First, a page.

Why billionaire paid $12K to be killed

Well that, and a spare $AU12,686.

Entrepreneur Sam Altman is one of 25 people who have splashed the cash to join a waiting list at Nectome — a start-up that promises to upload your brain into a computer to grant eternal life to your consciousness.

There’s just one (huge) catch: it has to kill you first.

The process, as described in MIT Technology Review, involves embalming your brain for it to potentially be simulated later in a computer.

The living customer would be hooked up to a machine and then pumped full of Nectome’s custom embalming chemicals.




The method is “100 per cent fatal”, claims the company.

“The user experience will be identical to physician-assisted suicide,” Nectome’s co-founder Robert McIntyre revealed to the publication.

“Our mission is to preserve your brain well enough to keep all its memories intact: from that great chapter of your favourite book to the feeling of cold winter air, baking an apple pie, or having dinner with your friends and family,” writes Nectome on its site.

“We believe that within the current century it will be feasible to digitise this information and use it to recreate your consciousness.”

The reality, however, is that physician-assisted suicide is currently only legal in five out of 50 US states, and individuals seeking it must have a terminal illness, as well as a prognosis of six months or less to live.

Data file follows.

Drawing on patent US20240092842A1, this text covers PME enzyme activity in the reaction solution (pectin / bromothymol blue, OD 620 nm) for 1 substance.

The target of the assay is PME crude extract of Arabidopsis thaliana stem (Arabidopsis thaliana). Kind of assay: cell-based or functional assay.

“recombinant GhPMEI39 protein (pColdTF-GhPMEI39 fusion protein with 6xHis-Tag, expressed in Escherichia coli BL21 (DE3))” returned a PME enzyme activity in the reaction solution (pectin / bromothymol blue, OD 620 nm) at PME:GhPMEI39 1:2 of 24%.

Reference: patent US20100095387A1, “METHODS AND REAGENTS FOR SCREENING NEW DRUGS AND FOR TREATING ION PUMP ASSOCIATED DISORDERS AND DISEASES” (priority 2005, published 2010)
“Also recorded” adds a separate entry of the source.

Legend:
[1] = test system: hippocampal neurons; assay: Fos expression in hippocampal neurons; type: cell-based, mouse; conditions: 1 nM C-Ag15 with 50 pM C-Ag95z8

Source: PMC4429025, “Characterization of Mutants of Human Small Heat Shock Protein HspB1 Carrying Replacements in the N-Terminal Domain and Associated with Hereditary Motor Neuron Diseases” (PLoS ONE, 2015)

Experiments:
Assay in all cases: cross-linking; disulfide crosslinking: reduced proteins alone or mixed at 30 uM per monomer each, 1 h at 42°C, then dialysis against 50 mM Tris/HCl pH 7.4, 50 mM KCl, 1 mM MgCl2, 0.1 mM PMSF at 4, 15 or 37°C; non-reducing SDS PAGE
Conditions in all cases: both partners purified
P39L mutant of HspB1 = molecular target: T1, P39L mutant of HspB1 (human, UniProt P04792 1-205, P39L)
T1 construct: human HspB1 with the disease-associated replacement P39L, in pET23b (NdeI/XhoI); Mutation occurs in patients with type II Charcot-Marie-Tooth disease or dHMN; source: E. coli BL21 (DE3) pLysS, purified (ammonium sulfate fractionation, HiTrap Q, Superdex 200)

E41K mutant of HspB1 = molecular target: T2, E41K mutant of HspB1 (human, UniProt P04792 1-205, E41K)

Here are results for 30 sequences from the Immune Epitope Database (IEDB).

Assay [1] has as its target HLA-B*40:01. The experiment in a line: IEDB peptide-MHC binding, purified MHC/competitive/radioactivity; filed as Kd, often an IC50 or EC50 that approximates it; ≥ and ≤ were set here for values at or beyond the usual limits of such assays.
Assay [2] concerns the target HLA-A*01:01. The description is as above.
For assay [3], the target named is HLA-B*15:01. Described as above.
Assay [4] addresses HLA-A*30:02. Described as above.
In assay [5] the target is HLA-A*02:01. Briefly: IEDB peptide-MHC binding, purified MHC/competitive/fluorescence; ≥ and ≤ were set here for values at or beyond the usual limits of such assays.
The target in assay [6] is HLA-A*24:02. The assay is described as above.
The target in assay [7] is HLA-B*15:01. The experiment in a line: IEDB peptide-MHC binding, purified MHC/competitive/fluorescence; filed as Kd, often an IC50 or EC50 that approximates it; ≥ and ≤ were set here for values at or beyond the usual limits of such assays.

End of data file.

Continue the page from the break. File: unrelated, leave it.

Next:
The method is “100 per cent fatal”, claims the company. Picture: iStock

The method is “100 per cent fatal”, claims the company. Picture: iStockSource:istock

As barmy as it sounds, the idea of uploading our consciousness into a computer is gaining ground among techies and scientists.

Futurologist Dr Ian Pearson previously told The Sun that within 50 years, we’ll be able to transfer our brains to the cloud — tech-speak for online storage.

That way you’ll be able to “use any android that you feel like to inhabit the real world”, he said.

Mr Altman, whose company Y Combinator funds start-ups, is friends with fellow Silicon Valley billionaire and PayPal co-founder Peter Thiel.

The two were recently lampooned, when Mr Altman let slip that they were planning to escape a potential apocalypse by hiding in the bunker in Mr Thiel’s home in New Zealand.

But, if you’re living in a computer, do you even have to worry about the end of days?

This story originally appeared in The Sun and was reproduced with permission.

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